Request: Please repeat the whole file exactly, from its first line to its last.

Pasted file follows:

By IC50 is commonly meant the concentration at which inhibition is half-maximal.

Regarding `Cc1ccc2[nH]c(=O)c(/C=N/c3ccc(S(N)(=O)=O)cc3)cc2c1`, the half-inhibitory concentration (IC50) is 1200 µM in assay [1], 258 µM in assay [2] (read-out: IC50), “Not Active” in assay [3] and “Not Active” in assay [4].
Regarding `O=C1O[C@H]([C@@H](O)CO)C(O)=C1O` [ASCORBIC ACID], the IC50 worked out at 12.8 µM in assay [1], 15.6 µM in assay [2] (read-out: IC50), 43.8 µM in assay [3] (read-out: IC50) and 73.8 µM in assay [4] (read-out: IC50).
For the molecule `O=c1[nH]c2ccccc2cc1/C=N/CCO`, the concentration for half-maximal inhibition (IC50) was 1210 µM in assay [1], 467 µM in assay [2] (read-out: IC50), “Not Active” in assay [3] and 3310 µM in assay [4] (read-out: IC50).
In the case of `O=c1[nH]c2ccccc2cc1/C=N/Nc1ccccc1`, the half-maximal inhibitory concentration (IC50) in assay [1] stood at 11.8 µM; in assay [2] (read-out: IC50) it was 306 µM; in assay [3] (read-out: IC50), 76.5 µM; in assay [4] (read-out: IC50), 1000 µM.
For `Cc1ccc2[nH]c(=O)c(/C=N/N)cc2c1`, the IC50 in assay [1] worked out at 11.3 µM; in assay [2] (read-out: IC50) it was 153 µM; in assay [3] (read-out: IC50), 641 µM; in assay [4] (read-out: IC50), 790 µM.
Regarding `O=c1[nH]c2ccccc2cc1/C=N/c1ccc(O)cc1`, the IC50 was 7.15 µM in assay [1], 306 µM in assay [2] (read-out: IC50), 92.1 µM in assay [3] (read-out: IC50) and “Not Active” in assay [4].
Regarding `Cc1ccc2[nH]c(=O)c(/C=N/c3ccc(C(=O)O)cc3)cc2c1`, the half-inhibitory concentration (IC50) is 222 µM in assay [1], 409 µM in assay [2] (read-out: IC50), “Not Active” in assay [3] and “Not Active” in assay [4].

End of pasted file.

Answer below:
By IC50 is commonly meant the concentration at which inhibition is half-maximal.

Regarding `Cc1ccc2[nH]c(=O)c(/C=N/c3ccc(S(N)(=O)=O)cc3)cc2c1`, the half-inhibitory concentration (IC50) is 1200 µM in assay [1], 258 µM in assay [2] (read-out: IC50), “Not Active” in assay [3] and “Not Active” in assay [4].
Regarding `O=C1O[C@H]([C@@H](O)CO)C(O)=C1O` [ASCORBIC ACID], the IC50 worked out at 12.8 µM in assay [1], 15.6 µM in assay [2] (read-out: IC50), 43.8 µM in assay [3] (read-out: IC50) and 73.8 µM in assay [4] (read-out: IC50).
For the molecule `O=c1[nH]c2ccccc2cc1/C=N/CCO`, the concentration for half-maximal inhibition (IC50) was 1210 µM in assay [1], 467 µM in assay [2] (read-out: IC50), “Not Active” in assay [3] and 3310 µM in assay [4] (read-out: IC50).
In the case of `O=c1[nH]c2ccccc2cc1/C=N/Nc1ccccc1`, the half-maximal inhibitory concentration (IC50) in assay [1] stood at 11.8 µM; in assay [2] (read-out: IC50) it was 306 µM; in assay [3] (read-out: IC50), 76.5 µM; in assay [4] (read-out: IC50), 1000 µM.
For `Cc1ccc2[nH]c(=O)c(/C=N/N)cc2c1`, the IC50 in assay [1] worked out at 11.3 µM; in assay [2] (read-out: IC50) it was 153 µM; in assay [3] (read-out: IC50), 641 µM; in assay [4] (read-out: IC50), 790 µM.
Regarding `O=c1[nH]c2ccccc2cc1/C=N/c1ccc(O)cc1`, the IC50 was 7.15 µM in assay [1], 306 µM in assay [2] (read-out: IC50), 92.1 µM in assay [3] (read-out: IC50) and “Not Active” in assay [4].
Regarding `Cc1ccc2[nH]c(=O)c(/C=N/c3ccc(C(=O)O)cc3)cc2c1`, the half-inhibitory concentration (IC50) is 222 µM in assay [1], 409 µM in assay [2] (read-out: IC50), “Not Active” in assay [3] and “Not Active” in assay [4].